Besides these main apartments, the edifice which we are describing contained a certain number of small rooms, lying behind the halls, and entered by doorways opening from them. One or two such rooms are found behind each of the smaller halls; and another of somewhat larger dimensions lay behind the great hall (numbered VII. in the plan), forming the extreme north-western corner of the building. These rooms were vaulted and had no windows, receiving their only light from the small doorways by which they were entered.
It is believed that the entire edifice, or at any rate the greater portion of it, had an upper story. Traces of such a structure appear over the halls numbered I and VI.; and it is thought that the story extended over the entire range of halls. One traveller, on conjectural grounds, even assigns to the building an elevation of three stories, and ventures to restore the second and third in the mode represented in the woodcut. [PLATE V. Fig. 2.] According to this author the upper portion of the edifice resembled in many respects the great palace of the Sassanian monarchs, of which splendid remains still exist on the site of Ctesiphon, where they are known as the Takht-i-Khuzroo, or Palace of Chosroes. That palace was, however, on a very different plan from the Hatra one, comprising as it did one hall only, but of a size vastly superior to any of those at Hatra, and two wings, one on either side of the hall, made up of dwelling and sleeping apartments.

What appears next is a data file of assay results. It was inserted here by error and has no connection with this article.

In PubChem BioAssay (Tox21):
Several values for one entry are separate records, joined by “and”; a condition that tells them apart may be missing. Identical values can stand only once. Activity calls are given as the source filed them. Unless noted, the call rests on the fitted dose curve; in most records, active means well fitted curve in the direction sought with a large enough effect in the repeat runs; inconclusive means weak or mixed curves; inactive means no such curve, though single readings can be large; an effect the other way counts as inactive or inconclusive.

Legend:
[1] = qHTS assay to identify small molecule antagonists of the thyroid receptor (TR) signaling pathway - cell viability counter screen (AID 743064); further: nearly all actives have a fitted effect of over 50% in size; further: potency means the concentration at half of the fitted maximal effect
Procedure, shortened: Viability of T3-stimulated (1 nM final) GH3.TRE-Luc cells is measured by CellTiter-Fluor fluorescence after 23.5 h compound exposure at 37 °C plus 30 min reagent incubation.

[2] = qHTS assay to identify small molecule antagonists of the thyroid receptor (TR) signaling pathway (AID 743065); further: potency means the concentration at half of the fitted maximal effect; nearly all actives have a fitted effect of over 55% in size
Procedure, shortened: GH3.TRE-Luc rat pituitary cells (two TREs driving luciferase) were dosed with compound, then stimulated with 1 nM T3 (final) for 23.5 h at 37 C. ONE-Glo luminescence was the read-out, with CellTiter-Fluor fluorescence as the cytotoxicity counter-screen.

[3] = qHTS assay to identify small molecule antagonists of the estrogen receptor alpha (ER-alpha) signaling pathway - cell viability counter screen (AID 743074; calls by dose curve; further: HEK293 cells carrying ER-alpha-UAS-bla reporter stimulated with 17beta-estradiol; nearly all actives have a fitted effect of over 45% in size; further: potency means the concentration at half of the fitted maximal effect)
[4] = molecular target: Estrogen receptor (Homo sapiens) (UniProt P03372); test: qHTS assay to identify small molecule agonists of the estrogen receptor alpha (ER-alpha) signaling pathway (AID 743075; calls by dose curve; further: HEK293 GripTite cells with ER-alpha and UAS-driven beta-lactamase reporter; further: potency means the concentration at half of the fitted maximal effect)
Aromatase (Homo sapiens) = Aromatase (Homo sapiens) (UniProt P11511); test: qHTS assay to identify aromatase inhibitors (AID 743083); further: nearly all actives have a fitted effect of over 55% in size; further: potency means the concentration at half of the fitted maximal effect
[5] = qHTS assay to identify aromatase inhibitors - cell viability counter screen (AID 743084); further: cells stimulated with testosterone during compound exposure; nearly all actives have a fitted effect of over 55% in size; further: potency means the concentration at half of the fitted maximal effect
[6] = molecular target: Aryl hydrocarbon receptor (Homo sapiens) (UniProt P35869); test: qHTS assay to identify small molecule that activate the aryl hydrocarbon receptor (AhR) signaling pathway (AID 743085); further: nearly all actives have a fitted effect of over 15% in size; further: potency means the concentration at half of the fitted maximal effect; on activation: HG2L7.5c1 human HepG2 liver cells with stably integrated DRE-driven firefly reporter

The few windows which exist at Hatra are oblong square in shape, as in general are the doorways connecting one apartment with another. In one case there is an arched doorway, or niche, which has been blocked up. There are no passages except the one which surrounds "the Temple," the apartments generally leading directly one into another. In some cases the lintel of a doorway is formed of a single stone, and ornamented with very delicate carving. The doorways are for the most part towards the corners of apartments; that of the Temple, however, is in the centre of its eastern wall.